New Zealand shares dipped, led lower by Orion Health Group and Metro Performance Glass, while New Zealand Refining Co gained on improved margins.
The S&P/NZX50 fell 9.93 points, or 0.2 per cent, to 6,814.65. Within the index, 25 stocks fell, 20 rose and six were unchanged. Turnover was $145.6 million.
Orion Health Group was the worst performer on the index, down 3.8 per cent to $2.79.
Metro Performance Glass declined 3.1 per cent to $2.16 while Fletcher Building dropped 2.7 per cent to $10.65. Both stocks had rallied this week following Monday morning's 7.8 magnitude earthquake near Kaikoura, on anticipation a rebuild would bolster their profits.
"If you look at the damage versus Christchurch, without looking at anything specific most of the damage appears to be to infrastructure - roads and rail - and so you're not going to get a great extra demand for building products, wheareas Christchurch it was lots of houses," said David Price, broker at Forsyth Barr. "There was initial enthusiasm about what may be the upshot - an elongated cycle in the construction sector, because we're running pretty much at full capacity as it is."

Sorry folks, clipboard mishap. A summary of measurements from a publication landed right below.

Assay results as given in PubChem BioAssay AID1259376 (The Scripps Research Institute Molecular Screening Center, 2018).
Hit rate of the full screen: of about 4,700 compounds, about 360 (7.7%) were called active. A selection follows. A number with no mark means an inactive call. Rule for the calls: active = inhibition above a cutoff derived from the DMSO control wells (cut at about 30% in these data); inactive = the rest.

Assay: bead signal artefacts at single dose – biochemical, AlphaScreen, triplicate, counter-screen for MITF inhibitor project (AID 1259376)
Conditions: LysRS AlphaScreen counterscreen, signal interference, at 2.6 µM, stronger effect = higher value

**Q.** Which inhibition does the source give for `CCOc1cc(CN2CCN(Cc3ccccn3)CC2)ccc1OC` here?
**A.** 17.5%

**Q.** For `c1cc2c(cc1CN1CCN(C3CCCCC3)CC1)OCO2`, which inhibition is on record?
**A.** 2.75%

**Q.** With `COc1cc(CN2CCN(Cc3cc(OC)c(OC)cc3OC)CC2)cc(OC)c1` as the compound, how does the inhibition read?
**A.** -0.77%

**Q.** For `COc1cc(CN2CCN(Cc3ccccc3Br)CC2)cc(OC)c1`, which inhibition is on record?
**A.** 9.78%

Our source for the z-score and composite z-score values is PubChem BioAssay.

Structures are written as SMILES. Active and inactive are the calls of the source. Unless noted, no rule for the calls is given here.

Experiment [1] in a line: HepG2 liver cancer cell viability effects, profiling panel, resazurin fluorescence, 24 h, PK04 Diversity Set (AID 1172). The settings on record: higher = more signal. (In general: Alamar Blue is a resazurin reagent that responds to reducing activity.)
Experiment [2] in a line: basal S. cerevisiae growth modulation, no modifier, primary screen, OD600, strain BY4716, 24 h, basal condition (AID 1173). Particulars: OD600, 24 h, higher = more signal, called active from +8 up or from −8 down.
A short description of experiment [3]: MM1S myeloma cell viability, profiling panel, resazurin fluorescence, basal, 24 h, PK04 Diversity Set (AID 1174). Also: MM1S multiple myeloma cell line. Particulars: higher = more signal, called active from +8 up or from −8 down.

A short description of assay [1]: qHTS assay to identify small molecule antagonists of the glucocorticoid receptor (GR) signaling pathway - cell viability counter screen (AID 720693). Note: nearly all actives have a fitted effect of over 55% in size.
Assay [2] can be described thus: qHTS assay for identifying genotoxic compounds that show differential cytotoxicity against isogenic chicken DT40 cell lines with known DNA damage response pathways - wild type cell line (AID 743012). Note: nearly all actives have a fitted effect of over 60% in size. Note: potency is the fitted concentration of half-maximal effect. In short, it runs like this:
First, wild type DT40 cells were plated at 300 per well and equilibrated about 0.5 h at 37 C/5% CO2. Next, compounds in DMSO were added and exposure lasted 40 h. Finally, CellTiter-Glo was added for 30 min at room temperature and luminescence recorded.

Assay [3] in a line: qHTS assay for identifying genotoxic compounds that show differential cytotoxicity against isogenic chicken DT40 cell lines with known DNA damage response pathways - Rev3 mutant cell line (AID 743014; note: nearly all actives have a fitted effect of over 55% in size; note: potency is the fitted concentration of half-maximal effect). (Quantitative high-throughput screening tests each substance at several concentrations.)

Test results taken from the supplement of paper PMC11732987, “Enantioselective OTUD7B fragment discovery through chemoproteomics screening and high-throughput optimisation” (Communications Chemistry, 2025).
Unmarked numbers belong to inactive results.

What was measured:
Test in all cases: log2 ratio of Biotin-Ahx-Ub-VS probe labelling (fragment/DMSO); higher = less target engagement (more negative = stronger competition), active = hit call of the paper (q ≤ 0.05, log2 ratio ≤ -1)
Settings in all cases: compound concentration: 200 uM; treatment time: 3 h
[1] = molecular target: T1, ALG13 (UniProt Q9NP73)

New Zealand Refining was the best performer, up 5 per cent to $2.73. The oil refiner today released its throughput and margin report for September and October, with a gross refining margin of US$7.49 per barrel and processing fee income of $52.5 million.
"The gross refining margin was very strong again, we have a pretty big upgrade to our profit numbers and that's a continuation of the positive news of late," Price said.
Heartland Bank rose 3.3 per cent to $1.57. It reported a 21 per cent increase in quarterly profit, reflecting growth in its loan book, and affirmed its guidance for 2017 earnings to rise as much as 11 per cent.
Stride Property Group gained 1.1 per cent to $1.83. The property investor, which manages 71 properties worth $2 billion, posted a 21 per cent gain in first-half earnings after restructuring its business.
Precinct Properties New Zealand was unchanged at $1.215. The company is upbeat about its tilt towards Auckland, where it sees downtown real estate underpinned by an expanding population, while in Wellington it prefers government tenancies over corporates, chief executive Scott Pritchard told shareholders at today's annual meeting in Auckland.
Outside the main index, Rakon dropped 15 per cent to 17 cents. The company posted a first-half loss, blaming a sluggish telecommunications network industry for lacklustre sales.
Steel & Tube Holdings gained 0.9 per cent to $2.32. Chief executive Dave Taylor says a "dramatic upswing" in coking coal prices and higher iron ore prices meant there needs to be a hike in domestic steel prices in New Zealand next year.
Veritas Investments was unchanged at 20 cents. Disgruntled shareholders fired a salvo of questions over poor performance and the tanking share price for the group, which includes the Mad Butcher, Nosh, and Better Bar Company brands, at today's annual meeting in Auckland. In August it reported a full-year loss of $4.6 million, compared with a $3.3 million profit the prior year.